IFN-α induces a preferential long-lasting expression of MHC class I in human pancreatic beta cells

  • Alexandra Coomans de Brachène
  • Reinaldo S. Dos Santos
  • Laura Marroqui
  • Maikel L. Colli
  • Lorella Marselli
  • Raghavendra G. Mirmira
  • Piero Marchetti
  • Decio L. Eizirik
Short Communication



IFN-α, a cytokine expressed in human islets from individuals affected by type 1 diabetes, plays a key role in the pathogenesis of diabetes by upregulating inflammation, endoplasmic reticulum (ER) stress and MHC class I overexpression, three hallmarks of islet histology in early type 1 diabetes. We tested whether expression of these mediators of beta cell loss is reversible upon IFN-α withdrawal or IFN-α pathway inhibition.


IFN-α-induced MHC class I overexpression, ER stress and inflammation were evaluated by flow cytometry, immunofluorescence and real-time PCR in human EndoC-βH1 cells or human islets exposed to IFN-α with or without the presence of Janus kinase (JAK) inhibitors. Protein expression was evaluated by western blot.


IFN-α-induced expression of inflammatory and ER stress markers returned to baseline after 24–48 h following cytokine removal. In contrast, MHC class I overexpression at the cell surface persisted for at least 7 days. Treatment with JAK inhibitors, when added with IFN-α, prevented MHC class I overexpression, but when added 24 h after IFN-α exposure these inhibitors failed to accelerate MHC class I return to baseline.


IFN-α mediates a long-lasting and preferential MHC class I overexpression in human beta cells, which is not affected by the subsequent addition of JAK inhibitors. These observations suggest that IFN-α-stimulated long-lasting MHC class I expression may amplify beta cell antigen presentation during the early phase of type 1 diabetes and that IFN-α inhibitors might need to be used at very early stages of the disease to be effective.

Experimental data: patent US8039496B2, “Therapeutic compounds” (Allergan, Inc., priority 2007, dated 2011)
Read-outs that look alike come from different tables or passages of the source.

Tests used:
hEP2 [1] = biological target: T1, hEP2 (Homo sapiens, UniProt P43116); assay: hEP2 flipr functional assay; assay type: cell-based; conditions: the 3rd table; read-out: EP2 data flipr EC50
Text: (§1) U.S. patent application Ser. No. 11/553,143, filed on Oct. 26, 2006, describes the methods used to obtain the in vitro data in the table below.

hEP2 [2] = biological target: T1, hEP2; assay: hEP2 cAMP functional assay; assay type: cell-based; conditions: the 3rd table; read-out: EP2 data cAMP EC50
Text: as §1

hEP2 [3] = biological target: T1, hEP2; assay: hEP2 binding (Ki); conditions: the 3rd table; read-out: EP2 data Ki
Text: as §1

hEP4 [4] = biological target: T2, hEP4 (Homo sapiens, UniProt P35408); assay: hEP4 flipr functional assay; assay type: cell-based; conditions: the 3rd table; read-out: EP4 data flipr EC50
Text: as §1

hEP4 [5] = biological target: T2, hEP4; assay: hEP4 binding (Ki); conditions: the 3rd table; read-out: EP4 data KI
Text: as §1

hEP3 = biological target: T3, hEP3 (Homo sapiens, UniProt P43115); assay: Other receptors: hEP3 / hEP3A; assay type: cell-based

IFN-α JAK inhibitors MHC class I Pancreatic beta cells Pancreatic islets Type 1 diabetes 



Binding immunoglobulin protein


CCAAT/enhancer-binding protein homologous protein




C-X-C motif chemokine ligand 10


Endoplasmic reticulum


Janus kinase


MX dynamin-like GTPase 1


Signal transducer and activator of transcription


Tyrosine kinase 2



The authors are grateful to A. Op de Beeck for advice and help on the FACS analysis, and M. Pangerl, A.M. Musuaya, N. Pachera, Y. Cai and I. Millard of the ULB Center for Diabetes Research, Université Libre de Bruxelles, Belgium, for excellent technical support.

Contribution statement

ACdB and RSS contributed to the original idea and the design of the experiments, researched data, contributed to discussion, and wrote, revised, and edited the manuscript. LM, MLC, LoM and PM researched data and revised and edited the manuscript. RGM contributed to the original idea, experimental design and interpretation of the experiments, and revised and edited the manuscript. DLE contributed to the original idea and the design and interpretation of the experiments, contributed to discussion, and wrote, revised and edited the manuscript. All authors have read and approved the final version of the manuscript, and gave informed consent. ACdB and DLE are the guarantors of this work and, as such, had full access to all the data in the study and take responsibility for the integrity of the data and the accuracy of the data analysis.

Duality of interest

The authors declare that there is no duality of interest associated with this manuscript.

Supplementary material

125_2017_4536_MOESM1_ESM.pdf (3.6 mb)
ESM (PDF 3.63 mb)


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Copyright information

© Springer-Verlag GmbH Germany, part of Springer Nature 2018

Authors and Affiliations

  1. 1.ULB Center for Diabetes Research, Medical Faculty, Campus ErasmeUniversité Libre de BruxellesBrusselsBelgium
  2. 2.CIBER de Diabetes y Enfermedades Metabólicas Asociadas (CIBERDEM) and Institute of BioengineeringMiguel Hernández University of ElcheAlicanteSpain
  3. 3.Department of Clinical and Experimental MedicineUniversity of PisaPisaItaly
  4. 4.Department of Pediatrics, Medicine, and Physiology, Center for Diabetes and Metabolic DiseasesIndiana University School of Medicine, School of MedicineIndianapolisUSA

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